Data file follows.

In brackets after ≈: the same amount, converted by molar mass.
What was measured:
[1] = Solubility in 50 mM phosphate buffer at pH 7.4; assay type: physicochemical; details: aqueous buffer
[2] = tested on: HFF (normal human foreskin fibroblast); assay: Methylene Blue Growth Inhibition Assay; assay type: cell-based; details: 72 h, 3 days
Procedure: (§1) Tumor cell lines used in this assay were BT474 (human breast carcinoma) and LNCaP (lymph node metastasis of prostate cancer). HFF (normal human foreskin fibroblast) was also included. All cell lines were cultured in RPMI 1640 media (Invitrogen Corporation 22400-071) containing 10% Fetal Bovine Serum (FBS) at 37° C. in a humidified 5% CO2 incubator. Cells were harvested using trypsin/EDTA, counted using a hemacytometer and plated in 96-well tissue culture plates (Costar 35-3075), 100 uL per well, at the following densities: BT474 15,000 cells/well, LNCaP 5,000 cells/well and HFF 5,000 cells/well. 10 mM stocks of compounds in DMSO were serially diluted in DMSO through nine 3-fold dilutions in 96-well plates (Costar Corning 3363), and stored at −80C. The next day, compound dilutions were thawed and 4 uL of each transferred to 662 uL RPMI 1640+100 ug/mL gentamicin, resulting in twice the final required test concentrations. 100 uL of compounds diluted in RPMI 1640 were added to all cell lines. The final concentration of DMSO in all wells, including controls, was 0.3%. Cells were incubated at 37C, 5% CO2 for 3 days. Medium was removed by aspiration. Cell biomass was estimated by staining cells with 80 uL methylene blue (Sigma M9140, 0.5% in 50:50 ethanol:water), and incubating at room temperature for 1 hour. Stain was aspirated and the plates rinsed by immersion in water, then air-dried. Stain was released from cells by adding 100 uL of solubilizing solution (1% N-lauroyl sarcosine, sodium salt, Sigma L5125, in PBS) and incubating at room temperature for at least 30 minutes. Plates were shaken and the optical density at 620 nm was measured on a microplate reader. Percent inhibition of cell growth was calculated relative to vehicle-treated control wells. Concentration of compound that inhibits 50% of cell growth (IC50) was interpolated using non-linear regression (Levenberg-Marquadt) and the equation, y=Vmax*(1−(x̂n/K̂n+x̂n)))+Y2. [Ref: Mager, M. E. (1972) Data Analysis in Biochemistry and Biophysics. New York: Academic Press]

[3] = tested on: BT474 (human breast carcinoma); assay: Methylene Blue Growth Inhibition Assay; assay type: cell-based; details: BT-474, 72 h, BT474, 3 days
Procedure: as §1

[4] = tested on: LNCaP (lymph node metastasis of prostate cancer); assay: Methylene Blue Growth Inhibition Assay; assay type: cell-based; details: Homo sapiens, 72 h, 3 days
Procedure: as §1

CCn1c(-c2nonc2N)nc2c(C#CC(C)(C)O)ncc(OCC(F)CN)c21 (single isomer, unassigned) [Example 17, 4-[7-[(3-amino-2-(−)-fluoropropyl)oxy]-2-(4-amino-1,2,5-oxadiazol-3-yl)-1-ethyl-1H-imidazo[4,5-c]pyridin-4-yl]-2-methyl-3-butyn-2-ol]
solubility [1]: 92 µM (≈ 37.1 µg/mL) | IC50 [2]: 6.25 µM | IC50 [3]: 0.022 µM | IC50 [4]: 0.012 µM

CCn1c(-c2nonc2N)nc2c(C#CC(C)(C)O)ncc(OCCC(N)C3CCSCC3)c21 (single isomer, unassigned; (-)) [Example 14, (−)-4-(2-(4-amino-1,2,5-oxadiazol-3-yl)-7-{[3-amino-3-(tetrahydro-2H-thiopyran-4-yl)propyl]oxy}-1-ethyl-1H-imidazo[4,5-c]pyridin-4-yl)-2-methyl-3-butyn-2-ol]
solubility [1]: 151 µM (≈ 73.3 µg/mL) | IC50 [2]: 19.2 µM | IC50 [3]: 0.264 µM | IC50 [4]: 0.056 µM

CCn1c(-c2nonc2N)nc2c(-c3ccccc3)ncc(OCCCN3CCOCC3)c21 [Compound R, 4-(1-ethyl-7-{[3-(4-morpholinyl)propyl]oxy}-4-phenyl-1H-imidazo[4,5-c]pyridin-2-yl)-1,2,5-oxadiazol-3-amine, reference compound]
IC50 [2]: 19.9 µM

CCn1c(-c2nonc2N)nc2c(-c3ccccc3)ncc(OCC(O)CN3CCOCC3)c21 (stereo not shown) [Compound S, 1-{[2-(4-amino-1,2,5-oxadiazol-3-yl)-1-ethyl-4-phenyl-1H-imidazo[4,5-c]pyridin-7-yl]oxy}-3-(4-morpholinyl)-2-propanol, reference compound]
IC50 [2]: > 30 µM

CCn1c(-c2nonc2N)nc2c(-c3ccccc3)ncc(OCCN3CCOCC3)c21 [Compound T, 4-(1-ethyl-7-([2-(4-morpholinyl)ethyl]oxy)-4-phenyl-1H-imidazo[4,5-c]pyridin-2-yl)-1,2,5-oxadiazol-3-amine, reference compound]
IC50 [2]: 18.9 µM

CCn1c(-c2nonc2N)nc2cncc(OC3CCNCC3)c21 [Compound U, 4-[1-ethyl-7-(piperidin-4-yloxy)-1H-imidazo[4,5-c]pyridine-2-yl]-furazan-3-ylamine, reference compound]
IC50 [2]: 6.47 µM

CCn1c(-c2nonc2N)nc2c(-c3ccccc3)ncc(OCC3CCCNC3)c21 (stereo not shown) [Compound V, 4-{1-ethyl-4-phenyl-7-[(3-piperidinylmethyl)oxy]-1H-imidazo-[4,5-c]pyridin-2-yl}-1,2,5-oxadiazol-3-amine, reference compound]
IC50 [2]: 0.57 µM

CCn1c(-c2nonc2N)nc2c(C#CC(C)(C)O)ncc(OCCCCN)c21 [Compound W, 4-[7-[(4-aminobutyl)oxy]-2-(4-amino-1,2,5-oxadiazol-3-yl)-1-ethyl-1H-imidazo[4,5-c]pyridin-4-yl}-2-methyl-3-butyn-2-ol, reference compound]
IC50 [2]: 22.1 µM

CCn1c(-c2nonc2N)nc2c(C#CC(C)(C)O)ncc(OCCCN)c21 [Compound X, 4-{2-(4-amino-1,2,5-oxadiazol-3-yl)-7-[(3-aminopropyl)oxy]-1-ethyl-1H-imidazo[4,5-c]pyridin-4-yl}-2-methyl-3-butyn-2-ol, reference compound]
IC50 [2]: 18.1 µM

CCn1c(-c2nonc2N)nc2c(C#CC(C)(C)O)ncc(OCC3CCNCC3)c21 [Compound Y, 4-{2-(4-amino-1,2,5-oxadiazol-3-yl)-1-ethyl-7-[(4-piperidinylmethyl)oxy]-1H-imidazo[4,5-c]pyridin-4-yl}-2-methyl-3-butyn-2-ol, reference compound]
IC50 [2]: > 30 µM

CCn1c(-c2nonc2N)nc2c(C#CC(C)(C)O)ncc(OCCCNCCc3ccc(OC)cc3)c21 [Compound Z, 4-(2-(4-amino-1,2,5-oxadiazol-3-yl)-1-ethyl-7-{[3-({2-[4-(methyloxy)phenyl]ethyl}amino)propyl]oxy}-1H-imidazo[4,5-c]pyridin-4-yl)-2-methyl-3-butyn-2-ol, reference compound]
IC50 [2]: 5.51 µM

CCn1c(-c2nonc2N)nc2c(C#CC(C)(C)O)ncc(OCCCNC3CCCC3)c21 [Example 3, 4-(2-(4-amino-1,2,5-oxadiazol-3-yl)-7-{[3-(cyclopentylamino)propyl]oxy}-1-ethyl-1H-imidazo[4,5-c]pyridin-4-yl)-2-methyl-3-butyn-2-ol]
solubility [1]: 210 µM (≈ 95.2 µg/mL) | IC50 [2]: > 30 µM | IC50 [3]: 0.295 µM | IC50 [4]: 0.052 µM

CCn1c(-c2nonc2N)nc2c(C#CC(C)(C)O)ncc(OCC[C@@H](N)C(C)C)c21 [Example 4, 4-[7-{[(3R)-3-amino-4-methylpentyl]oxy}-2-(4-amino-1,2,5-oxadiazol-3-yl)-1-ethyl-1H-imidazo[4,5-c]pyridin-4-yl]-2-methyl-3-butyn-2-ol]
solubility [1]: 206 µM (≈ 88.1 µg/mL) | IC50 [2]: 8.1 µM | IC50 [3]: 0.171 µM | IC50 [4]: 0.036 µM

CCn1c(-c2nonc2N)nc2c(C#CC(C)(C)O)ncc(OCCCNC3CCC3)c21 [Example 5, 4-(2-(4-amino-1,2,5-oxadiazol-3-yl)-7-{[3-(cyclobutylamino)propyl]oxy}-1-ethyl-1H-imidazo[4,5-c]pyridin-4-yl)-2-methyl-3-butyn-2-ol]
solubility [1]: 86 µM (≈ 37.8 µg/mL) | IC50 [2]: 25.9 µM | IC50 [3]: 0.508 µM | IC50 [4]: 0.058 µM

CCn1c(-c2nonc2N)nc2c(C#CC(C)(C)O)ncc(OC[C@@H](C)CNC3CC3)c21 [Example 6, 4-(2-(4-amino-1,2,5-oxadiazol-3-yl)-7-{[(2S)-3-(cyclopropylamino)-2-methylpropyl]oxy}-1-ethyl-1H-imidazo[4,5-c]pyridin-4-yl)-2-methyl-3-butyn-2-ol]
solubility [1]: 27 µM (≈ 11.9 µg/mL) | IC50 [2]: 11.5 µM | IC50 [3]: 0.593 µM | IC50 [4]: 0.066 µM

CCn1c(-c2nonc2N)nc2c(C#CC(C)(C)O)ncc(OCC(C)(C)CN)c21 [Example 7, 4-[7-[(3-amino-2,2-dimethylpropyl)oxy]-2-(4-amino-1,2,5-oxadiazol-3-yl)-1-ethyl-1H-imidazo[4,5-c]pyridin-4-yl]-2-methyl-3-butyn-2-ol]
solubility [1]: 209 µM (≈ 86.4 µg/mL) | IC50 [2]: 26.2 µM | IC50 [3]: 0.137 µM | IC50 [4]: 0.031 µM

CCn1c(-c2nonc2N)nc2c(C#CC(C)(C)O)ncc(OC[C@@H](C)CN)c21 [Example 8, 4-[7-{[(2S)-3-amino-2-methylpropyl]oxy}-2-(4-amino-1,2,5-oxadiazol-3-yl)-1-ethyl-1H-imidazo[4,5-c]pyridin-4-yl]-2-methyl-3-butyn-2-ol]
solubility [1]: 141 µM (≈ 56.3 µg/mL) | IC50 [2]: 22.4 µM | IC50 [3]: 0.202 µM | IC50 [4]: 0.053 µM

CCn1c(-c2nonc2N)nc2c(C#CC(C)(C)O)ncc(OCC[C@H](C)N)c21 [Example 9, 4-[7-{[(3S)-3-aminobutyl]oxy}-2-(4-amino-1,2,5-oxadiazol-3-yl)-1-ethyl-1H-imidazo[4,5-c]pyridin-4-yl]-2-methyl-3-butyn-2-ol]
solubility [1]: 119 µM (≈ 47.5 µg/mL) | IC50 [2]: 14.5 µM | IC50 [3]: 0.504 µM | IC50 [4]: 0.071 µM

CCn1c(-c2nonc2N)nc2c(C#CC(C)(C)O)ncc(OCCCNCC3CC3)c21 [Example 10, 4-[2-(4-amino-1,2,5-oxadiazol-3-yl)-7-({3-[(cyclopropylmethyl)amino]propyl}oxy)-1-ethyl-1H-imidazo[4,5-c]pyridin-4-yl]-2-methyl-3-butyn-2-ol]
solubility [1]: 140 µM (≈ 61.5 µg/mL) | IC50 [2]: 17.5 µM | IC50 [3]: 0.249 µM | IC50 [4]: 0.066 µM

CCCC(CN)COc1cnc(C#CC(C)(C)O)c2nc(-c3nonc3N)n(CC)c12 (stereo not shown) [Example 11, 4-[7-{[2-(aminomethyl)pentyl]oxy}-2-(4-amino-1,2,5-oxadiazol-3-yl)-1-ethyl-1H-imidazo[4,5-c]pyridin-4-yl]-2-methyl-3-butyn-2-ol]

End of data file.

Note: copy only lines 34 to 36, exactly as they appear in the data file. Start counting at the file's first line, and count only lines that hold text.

CCn1c(-c2nonc2N)nc2c(C#CC(C)(C)O)ncc(OCC[C@@H](N)C(C)C)c21 [Example 4, 4-[7-{[(3R)-3-amino-4-methylpentyl]oxy}-2-(4-amino-1,2,5-oxadiazol-3-yl)-1-ethyl-1H-imidazo[4,5-c]pyridin-4-yl]-2-methyl-3-butyn-2-ol]
solubility [1]: 206 µM (≈ 88.1 µg/mL) | IC50 [2]: 8.1 µM | IC50 [3]: 0.171 µM | IC50 [4]: 0.036 µM

CCn1c(-c2nonc2N)nc2c(C#CC(C)(C)O)ncc(OCCCNC3CCC3)c21 [Example 5, 4-(2-(4-amino-1,2,5-oxadiazol-3-yl)-7-{[3-(cyclobutylamino)propyl]oxy}-1-ethyl-1H-imidazo[4,5-c]pyridin-4-yl)-2-methyl-3-butyn-2-ol]